Saturday, April 25, 2015

Creativity Coach Training - Negative Self Talk

2.  Try to notice your self-talk this week.  Write down any self-statements that you find interesting, perplexing, particularly negative, etc.  You don't have to "do" anything with them, just become better aware of them.

I had a very challenging week at work.  On Friday night I got to look at an empty loft space in downtown Los Angeles that I was to make into an art studio for Thursday filming.  The director and producers were adamant that the place look like an artist/professor of painting had lived there for 30 years.  They were also insistent that it look like one artist had made all the paintings.   This artist was supposed to mainly paint his college female students. In addition, there were very specific paintings mentioned in the script: a fat black woman, a hairy man with a large penis, and two paintings that when one was turned upside down looked like the yin yang symbol.

 I wasn't sure how I was going to pull off this enormous task. I didn't panic but I knew it was going to take a lot of work and I also had about ten other sets to dress for different characters before Thursday (a bar, a 2nd grade classroom, a school hallway, a boy's room, a single mom's house, etc. ).  I started to remember artists that I knew and began making calls as we were driving to the next locations to scout for filming.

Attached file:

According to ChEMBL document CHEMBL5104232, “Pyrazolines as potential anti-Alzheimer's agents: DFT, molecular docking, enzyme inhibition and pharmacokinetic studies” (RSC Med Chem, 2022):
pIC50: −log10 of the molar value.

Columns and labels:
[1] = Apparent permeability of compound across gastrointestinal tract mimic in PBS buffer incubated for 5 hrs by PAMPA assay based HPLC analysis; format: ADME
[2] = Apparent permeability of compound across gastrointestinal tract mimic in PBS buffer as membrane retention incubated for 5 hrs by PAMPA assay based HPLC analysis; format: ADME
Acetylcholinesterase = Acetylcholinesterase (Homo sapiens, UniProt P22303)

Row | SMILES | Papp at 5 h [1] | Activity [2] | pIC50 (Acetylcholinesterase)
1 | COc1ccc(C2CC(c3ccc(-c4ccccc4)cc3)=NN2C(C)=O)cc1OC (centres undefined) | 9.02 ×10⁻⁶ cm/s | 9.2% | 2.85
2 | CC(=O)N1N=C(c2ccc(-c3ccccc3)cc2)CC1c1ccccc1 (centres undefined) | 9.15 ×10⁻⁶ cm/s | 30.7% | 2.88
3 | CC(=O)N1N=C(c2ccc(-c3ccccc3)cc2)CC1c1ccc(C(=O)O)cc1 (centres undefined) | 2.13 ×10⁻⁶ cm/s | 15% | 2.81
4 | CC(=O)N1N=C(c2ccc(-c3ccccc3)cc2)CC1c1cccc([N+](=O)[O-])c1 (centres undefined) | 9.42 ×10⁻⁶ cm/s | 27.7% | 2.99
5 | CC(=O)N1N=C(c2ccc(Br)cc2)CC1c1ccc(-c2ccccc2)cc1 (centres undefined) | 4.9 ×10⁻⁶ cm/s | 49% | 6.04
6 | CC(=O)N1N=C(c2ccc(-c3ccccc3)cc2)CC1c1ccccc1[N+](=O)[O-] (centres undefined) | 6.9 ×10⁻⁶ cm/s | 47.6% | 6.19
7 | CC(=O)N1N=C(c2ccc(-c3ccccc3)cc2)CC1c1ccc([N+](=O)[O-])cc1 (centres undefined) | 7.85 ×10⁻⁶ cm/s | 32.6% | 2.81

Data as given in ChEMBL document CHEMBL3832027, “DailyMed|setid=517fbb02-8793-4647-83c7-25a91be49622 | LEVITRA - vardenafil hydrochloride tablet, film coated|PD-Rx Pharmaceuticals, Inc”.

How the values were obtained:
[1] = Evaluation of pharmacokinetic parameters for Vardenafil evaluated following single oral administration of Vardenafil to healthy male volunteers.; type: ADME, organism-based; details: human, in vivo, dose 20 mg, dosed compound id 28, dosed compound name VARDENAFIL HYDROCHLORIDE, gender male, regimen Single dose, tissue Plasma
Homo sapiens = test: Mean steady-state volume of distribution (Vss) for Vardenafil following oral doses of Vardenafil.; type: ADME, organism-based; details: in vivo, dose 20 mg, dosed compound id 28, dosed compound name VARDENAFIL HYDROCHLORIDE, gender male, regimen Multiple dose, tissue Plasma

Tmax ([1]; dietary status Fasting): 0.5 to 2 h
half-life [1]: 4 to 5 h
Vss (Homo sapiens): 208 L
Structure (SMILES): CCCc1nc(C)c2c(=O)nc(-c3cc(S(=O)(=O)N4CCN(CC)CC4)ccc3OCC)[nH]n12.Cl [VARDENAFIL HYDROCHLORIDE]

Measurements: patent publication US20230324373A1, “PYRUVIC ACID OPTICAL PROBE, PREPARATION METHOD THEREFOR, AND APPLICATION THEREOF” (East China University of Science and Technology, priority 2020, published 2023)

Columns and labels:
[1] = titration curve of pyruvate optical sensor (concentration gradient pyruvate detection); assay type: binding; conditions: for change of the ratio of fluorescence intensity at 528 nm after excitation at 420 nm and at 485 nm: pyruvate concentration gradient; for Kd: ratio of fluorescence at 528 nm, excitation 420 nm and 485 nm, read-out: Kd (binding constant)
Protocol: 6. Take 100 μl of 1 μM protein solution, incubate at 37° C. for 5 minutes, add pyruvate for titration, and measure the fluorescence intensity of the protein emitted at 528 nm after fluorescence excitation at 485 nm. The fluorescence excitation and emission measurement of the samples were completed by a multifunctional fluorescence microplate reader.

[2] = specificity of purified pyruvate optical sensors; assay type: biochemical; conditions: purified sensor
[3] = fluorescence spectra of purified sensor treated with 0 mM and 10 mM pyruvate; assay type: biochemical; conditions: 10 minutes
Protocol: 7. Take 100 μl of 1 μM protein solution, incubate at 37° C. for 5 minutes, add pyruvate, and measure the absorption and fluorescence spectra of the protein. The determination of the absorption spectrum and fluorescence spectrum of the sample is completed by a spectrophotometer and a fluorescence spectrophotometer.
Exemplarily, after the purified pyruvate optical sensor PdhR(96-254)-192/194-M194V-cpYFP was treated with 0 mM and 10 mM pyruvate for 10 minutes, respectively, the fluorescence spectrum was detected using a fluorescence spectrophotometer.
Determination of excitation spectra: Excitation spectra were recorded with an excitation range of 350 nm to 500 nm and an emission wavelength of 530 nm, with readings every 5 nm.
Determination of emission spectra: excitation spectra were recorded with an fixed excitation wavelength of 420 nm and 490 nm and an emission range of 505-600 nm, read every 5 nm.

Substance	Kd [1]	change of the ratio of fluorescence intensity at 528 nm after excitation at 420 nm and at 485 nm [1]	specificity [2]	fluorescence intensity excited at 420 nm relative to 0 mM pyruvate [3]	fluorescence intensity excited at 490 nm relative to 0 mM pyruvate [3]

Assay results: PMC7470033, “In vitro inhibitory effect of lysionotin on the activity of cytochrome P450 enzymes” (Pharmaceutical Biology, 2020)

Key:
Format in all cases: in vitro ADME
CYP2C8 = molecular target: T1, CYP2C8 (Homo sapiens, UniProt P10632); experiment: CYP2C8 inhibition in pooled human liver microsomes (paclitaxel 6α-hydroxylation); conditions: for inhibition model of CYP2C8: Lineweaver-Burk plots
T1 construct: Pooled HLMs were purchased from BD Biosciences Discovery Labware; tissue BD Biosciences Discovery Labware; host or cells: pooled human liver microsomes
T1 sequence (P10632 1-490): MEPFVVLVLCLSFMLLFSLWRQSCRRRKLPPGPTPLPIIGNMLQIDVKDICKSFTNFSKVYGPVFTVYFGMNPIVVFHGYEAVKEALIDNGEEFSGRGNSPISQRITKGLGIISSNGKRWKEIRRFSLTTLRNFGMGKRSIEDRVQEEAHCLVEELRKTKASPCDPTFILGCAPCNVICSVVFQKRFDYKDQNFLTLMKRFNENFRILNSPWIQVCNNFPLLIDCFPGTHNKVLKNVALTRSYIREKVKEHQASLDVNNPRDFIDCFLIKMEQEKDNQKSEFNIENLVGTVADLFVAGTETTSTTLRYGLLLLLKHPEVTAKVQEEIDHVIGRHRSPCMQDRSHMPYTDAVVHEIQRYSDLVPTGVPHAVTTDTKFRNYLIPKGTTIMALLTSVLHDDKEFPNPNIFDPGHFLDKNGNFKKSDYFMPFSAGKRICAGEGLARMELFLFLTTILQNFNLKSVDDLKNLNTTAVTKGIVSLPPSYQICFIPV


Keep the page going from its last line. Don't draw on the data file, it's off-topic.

I worked all weekend for free to find the art and furniture.  I found the perfect artist who had lots of painting who charged a decent price because I also had to function within a small budget.  I decorated all the other sets on the schedule too and by Wednesday afternoon I was completely exhausted.

On Thursday,  when I opened the set.  My expectation was lots of compliments.  That set (I believed) looked fantastic.  But when the director walked in, all that was on her mind, was specific paintings she now wanted, that were never discussed as being needed.  In all the meetings I had attended there were only 4 hero paintings.  Now she wanted miraculously every painting that was mentioned in the dialogue (which before she didn't need to see).  She also wanted to see a bedroom and kitchen dressed, which before she told me when would never see. So I scrambled, moved things around, and got very angry.  My thoughts were, thoughts I have many times:

I hate being a set decorator.

I hate this career why am I still doing after 20 years?

I hate the film and television industry the people in it are cruel and sadistic.

Why did I give up my whole weekend and work for free when I could have been working on my own art or even just relaxing?

Why am I not making a living as an artist?

I can't handle all this stress.

I am terrible under pressure.

I am terrible under stress.

Why do I let these assholes get to me?

Why did I think anyone would be pleased?

Why am I expecting compliments?

Why do I need to be affirmed?

Why did I get attached to this product when I know to stay detached?

Why did I believe the director when she said she wouldn't see the bedroom or the kitchen when experience tells me not trust anything said in the meetings?

Why did I take on finding the scripted paintings when in fact that is job of the prop master.  And now I was wild goose chasing and being blamed for being helpful and a team player?  Why did I not just say that it's not my job.

Why do I focus on the negative?  The producers, cinematographer writers and production design thought the set was marvelous.  Why do I need to dwell on the crazy maker director?

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